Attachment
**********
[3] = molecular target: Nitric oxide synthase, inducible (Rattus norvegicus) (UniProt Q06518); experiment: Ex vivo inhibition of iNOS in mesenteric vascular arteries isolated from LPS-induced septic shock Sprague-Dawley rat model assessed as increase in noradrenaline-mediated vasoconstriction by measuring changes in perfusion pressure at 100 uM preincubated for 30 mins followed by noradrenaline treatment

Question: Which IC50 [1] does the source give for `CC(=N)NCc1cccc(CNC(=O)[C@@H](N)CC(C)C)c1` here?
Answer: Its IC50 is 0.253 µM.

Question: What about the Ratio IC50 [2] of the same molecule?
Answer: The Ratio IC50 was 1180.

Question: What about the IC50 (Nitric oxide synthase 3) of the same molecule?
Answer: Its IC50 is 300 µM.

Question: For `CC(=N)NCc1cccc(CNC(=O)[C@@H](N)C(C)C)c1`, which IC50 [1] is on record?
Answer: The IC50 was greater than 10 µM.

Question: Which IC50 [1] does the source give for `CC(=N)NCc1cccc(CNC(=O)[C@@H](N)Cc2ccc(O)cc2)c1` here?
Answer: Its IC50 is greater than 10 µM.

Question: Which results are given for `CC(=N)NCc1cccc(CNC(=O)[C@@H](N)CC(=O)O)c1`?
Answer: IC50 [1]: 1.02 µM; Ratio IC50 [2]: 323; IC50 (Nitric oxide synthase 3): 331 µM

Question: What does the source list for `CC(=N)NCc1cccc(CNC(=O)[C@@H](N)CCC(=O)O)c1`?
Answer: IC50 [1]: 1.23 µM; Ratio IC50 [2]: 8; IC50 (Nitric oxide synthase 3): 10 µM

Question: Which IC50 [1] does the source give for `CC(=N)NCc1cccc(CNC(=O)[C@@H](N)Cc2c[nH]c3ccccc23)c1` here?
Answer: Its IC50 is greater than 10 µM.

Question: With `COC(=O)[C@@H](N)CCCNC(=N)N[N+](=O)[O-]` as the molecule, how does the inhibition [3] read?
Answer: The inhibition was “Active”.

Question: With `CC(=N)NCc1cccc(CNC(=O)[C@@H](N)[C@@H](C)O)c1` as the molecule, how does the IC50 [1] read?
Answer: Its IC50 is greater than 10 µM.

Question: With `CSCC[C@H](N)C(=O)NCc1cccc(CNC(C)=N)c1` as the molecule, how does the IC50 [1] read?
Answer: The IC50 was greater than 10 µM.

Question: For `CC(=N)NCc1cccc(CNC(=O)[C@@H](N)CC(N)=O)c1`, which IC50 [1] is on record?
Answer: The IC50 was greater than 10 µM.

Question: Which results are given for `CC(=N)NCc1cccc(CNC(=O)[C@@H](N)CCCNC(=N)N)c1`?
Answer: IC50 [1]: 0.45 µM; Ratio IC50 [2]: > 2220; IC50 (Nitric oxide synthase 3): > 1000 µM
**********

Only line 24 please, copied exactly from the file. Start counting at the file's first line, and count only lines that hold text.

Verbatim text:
Question: For `CC(=N)NCc1cccc(CNC(=O)[C@@H](N)CC(N)=O)c1`, which IC50 [1] is on record?